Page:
Release Date: August 14, 2015
Director: F. Gary Gray
Writer: Jonathan Herman, Andrea Berloff, S. Leigh Savidge, Alan Wenkus
Cast: O’Shea Jackson Jr., Corey Hawkins, Jason Mitchell, Neil Brown Jr., Aldis Hodge, Marlon Yates Jr., R. Marcos Taylor, Carra Patterson, Alexandra Shipp, Paul Giamatti, Elena Goode, Keith Powers, Joshua Brockington, Sheldon A. Smith, Keith Stanfield, Cleavon McClendon, Aeriel Miranda
MPAA Rating: R
Runtime: 147 minutes
Production Company: Circle of Confusion, Cube Vision, Legendary Pictures, New Line Cinema, Universal Pictures
Genre: Biography, Drama, Music
“You are now about to witness the strength of street knowledge.” Just as the legendary album Straight Outta Compton hit hard in its introduction back in 1988, director F. Gary Gray (Friday, Set it Off, The Negotiator, The Italian Job) chose the same lyric for his 2015 film adaptation. Those eleven words are just as powerful now as they ever were, and Mr. Gray made sure the audience knew. Straight Outta Compton is not just another hip hop movie. It’s the true biographical telling of Compton’s hip hop group N.W.A., and their claim to fame. It shows their rise, their fall, and everything in between that led these pioneers to the heights they’ve achieved today. While every moment during their rise couldn’t be addressed, it still focuses on the key moments filling in gaps of history. It is deeply motivating, strong, and creates a voice for the millions out there who don’t have one of their own.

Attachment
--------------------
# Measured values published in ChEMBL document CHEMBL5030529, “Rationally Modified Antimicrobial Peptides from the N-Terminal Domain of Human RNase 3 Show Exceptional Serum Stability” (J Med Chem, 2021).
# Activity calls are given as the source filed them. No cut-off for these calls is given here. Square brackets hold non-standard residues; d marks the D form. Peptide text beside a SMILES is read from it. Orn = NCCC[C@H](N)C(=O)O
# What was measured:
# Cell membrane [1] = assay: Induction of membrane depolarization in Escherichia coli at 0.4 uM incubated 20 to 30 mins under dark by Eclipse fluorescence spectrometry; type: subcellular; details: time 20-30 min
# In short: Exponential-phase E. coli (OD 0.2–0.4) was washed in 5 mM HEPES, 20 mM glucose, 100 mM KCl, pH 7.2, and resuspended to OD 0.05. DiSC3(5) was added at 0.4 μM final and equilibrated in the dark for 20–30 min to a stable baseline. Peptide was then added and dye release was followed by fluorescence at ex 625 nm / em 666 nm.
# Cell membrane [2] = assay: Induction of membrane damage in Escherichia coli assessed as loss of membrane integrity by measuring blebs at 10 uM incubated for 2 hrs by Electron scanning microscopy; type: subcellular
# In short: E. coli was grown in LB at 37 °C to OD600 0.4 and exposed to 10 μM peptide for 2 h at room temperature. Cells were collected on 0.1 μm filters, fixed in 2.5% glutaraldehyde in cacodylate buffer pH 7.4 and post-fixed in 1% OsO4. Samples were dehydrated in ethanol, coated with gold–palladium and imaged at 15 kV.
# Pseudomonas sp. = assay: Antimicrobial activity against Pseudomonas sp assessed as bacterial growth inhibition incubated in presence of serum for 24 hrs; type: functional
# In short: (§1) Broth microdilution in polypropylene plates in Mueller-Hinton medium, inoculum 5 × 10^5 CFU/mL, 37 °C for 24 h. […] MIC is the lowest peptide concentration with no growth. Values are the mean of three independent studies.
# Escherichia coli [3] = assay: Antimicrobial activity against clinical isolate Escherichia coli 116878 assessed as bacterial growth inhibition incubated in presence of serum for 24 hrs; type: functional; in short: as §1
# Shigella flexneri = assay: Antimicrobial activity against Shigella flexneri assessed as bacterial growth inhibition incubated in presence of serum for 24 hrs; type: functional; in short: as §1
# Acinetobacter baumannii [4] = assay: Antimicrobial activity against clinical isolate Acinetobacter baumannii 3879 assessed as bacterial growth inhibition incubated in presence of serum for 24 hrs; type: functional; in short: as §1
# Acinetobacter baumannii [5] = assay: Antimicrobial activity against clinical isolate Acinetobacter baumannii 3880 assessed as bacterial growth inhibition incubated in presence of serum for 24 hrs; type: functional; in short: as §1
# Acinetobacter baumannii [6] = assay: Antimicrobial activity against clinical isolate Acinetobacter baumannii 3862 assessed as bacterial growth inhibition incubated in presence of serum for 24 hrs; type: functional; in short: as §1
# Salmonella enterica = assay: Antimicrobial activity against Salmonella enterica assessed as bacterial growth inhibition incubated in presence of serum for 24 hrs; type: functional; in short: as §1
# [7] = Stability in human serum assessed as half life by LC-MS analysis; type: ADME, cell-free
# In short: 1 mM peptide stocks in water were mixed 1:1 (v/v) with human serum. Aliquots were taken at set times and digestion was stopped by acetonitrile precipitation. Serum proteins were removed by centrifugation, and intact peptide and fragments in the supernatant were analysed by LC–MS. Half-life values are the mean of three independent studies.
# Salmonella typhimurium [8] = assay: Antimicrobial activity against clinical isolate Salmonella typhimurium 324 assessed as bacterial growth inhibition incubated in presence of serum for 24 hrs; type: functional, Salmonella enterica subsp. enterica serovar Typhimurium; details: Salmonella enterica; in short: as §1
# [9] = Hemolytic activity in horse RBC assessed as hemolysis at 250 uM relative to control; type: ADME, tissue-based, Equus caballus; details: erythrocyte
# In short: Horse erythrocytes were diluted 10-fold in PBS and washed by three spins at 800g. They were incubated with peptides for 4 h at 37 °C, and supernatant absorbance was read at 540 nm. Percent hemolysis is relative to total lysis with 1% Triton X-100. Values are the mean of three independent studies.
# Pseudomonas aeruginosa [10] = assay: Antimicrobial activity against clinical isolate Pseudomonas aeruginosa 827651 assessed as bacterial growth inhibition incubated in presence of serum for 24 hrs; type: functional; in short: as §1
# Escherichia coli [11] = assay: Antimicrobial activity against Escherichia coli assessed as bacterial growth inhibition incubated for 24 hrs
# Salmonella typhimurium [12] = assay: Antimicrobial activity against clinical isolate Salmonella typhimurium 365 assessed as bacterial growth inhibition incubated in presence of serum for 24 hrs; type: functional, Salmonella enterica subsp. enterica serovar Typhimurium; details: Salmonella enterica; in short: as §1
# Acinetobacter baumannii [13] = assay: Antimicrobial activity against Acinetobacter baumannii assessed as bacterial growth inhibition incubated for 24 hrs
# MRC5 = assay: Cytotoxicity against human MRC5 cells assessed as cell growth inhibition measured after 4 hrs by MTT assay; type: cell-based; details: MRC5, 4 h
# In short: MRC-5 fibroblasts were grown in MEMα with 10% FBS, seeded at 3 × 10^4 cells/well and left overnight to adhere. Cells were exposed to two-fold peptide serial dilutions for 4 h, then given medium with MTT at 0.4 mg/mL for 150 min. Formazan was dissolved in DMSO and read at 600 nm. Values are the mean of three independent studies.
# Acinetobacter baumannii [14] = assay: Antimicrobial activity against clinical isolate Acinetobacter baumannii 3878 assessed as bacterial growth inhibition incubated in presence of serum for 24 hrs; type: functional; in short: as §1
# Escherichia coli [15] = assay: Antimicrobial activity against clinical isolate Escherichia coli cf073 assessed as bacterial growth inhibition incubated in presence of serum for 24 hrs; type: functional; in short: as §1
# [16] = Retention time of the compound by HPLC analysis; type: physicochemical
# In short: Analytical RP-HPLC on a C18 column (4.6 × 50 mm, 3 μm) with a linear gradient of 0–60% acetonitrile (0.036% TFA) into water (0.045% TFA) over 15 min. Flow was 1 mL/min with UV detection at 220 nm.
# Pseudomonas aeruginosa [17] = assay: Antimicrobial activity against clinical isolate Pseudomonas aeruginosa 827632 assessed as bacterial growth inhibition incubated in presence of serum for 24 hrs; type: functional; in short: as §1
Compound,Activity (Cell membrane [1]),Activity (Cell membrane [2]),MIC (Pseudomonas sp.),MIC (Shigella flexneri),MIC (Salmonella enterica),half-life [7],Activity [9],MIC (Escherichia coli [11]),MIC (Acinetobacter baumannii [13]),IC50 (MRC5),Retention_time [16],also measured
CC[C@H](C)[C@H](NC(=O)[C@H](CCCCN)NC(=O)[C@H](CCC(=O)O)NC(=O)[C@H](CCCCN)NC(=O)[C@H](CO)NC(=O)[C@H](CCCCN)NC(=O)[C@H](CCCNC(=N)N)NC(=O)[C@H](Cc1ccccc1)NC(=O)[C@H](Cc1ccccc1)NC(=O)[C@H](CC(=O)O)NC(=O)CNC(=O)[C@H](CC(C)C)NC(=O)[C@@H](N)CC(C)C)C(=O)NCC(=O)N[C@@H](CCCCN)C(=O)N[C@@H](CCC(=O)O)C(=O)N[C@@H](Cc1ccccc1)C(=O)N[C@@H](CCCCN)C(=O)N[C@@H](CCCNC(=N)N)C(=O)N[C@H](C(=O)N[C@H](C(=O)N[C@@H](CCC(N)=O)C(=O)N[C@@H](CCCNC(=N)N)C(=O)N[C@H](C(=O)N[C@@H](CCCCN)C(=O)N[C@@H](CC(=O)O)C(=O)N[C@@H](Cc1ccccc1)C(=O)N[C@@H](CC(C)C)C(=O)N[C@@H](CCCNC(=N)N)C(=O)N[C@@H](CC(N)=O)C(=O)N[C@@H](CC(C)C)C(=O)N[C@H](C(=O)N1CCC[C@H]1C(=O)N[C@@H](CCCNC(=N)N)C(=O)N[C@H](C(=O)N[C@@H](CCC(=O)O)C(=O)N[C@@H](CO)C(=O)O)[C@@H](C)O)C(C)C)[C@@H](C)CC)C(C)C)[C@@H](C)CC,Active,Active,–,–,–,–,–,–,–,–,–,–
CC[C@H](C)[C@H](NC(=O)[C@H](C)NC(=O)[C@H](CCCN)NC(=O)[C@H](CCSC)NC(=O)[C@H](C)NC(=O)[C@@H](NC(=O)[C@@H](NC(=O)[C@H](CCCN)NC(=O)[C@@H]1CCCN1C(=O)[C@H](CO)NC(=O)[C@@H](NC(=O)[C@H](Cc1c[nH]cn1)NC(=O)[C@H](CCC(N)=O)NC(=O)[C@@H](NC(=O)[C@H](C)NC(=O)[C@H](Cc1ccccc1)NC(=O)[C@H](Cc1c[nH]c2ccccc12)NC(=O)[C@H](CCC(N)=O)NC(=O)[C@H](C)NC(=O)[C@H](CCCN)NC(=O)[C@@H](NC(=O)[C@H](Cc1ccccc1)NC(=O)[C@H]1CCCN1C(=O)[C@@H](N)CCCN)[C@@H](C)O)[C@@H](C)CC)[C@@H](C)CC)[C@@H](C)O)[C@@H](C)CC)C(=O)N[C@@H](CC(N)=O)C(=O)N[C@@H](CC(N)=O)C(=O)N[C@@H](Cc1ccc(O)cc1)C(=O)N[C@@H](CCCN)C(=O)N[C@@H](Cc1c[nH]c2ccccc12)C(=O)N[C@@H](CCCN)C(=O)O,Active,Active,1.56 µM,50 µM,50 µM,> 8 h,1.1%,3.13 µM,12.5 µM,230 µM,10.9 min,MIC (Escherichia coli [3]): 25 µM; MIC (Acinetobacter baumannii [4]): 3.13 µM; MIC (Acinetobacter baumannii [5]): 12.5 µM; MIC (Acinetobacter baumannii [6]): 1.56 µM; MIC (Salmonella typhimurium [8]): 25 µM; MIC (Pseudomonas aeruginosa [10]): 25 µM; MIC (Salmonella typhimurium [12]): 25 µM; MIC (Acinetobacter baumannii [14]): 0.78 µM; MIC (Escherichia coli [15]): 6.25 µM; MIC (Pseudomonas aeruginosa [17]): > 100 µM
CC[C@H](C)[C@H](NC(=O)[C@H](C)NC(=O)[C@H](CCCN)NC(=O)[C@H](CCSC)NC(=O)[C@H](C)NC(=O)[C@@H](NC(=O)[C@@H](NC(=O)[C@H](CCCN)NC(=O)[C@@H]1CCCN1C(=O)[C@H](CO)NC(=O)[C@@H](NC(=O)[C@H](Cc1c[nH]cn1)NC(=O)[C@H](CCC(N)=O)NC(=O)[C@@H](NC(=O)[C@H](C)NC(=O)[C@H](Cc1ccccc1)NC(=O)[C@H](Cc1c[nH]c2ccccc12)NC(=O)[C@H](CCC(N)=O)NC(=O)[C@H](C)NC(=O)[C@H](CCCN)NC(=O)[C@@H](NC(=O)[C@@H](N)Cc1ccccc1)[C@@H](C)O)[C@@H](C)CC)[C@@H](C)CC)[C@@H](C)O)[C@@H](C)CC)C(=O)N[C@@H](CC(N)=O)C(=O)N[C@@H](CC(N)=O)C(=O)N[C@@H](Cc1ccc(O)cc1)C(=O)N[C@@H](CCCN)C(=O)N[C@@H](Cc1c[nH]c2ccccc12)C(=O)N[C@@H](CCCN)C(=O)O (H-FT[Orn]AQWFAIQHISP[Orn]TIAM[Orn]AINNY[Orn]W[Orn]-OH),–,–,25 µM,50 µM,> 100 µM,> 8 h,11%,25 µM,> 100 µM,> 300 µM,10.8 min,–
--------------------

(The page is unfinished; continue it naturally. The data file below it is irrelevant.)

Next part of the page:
The entire cast in the film is superb. The talent and performances on screen is the foundation of the whole experience. Everyone did a phenomenal job, and it’s clear this film will open many doors to the actors involved. I don’t believe that O’Shea Jackson Jr. took on the role of his father Ice Cube (O’Shea Jackson Sr.). From what I know of Ice Cube, it appears they went back in time to his younger self and brought him back to the future. Fathers and sons look alike, but goodness gracious, these two are like twins. The similarities between Ice Cube Sr. and his son took the film to another level; their looks, the body language, tone, and demeanor was perfection. The quality in casting is genius, and that’s only the beginning. If you put a gun to my head asking who had the best performance I wouldn’t be able to answer. The portrayal of Eazy E (Jason Mitchell), and Dr. Dre (Corey Hawkins) was spectacular. Since the two only appeared in smaller roles from the past I wasn’t too familiar with their work, but their acting chops made it seem like they’ve been doing this for years. It was captivating the way they emoted on screen, and I was easily convinced. If the real life persons wanted to convey a point of their look on life in the late 80’s, Mitchell, Jackson Jr., and Hawkins did them justice. When the actors were going through pain on screen I felt it to my core.